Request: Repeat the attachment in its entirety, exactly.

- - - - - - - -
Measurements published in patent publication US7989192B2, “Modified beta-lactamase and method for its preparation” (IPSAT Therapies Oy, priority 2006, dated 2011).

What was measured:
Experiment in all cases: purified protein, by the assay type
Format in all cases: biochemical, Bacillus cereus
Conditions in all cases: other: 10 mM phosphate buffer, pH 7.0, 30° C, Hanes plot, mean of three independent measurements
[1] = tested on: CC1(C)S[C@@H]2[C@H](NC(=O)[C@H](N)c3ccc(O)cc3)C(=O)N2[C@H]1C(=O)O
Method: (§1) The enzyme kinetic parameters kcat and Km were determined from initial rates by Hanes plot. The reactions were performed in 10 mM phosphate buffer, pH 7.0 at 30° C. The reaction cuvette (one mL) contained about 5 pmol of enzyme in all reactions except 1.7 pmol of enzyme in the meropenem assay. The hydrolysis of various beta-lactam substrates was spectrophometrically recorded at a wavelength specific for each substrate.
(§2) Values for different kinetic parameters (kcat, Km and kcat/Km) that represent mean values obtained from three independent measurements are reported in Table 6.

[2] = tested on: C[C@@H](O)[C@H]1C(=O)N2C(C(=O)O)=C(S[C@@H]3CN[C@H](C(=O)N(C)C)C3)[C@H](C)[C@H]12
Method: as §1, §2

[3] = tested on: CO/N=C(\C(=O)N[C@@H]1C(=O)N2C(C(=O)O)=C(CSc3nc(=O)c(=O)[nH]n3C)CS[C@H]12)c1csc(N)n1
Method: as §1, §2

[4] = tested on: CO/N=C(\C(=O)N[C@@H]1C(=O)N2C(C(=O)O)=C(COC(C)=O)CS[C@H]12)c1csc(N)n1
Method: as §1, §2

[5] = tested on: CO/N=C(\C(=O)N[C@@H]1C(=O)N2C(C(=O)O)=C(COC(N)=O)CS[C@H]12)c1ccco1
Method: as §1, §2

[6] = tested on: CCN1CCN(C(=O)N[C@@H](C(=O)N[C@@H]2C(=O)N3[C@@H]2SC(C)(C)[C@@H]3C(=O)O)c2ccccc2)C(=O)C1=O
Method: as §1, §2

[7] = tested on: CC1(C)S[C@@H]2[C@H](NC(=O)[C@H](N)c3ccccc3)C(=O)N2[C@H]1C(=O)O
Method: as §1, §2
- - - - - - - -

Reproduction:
Measurements published in patent publication US7989192B2, “Modified beta-lactamase and method for its preparation” (IPSAT Therapies Oy, priority 2006, dated 2011).

What was measured:
Experiment in all cases: purified protein, by the assay type
Format in all cases: biochemical, Bacillus cereus
Conditions in all cases: other: 10 mM phosphate buffer, pH 7.0, 30° C, Hanes plot, mean of three independent measurements
[1] = tested on: CC1(C)S[C@@H]2[C@H](NC(=O)[C@H](N)c3ccc(O)cc3)C(=O)N2[C@H]1C(=O)O
Method: (§1) The enzyme kinetic parameters kcat and Km were determined from initial rates by Hanes plot. The reactions were performed in 10 mM phosphate buffer, pH 7.0 at 30° C. The reaction cuvette (one mL) contained about 5 pmol of enzyme in all reactions except 1.7 pmol of enzyme in the meropenem assay. The hydrolysis of various beta-lactam substrates was spectrophometrically recorded at a wavelength specific for each substrate.
(§2) Values for different kinetic parameters (kcat, Km and kcat/Km) that represent mean values obtained from three independent measurements are reported in Table 6.

[2] = tested on: C[C@@H](O)[C@H]1C(=O)N2C(C(=O)O)=C(S[C@@H]3CN[C@H](C(=O)N(C)C)C3)[C@H](C)[C@H]12
Method: as §1, §2

[3] = tested on: CO/N=C(\C(=O)N[C@@H]1C(=O)N2C(C(=O)O)=C(CSc3nc(=O)c(=O)[nH]n3C)CS[C@H]12)c1csc(N)n1
Method: as §1, §2

[4] = tested on: CO/N=C(\C(=O)N[C@@H]1C(=O)N2C(C(=O)O)=C(COC(C)=O)CS[C@H]12)c1csc(N)n1
Method: as §1, §2

[5] = tested on: CO/N=C(\C(=O)N[C@@H]1C(=O)N2C(C(=O)O)=C(COC(N)=O)CS[C@H]12)c1ccco1
Method: as §1, §2

[6] = tested on: CCN1CCN(C(=O)N[C@@H](C(=O)N[C@@H]2C(=O)N3[C@@H]2SC(C)(C)[C@@H]3C(=O)O)c2ccccc2)C(=O)C1=O
Method: as §1, §2

[7] = tested on: CC1(C)S[C@@H]2[C@H](NC(=O)[C@H](N)c3ccccc3)C(=O)N2[C@H]1C(=O)O
Method: as §1, §2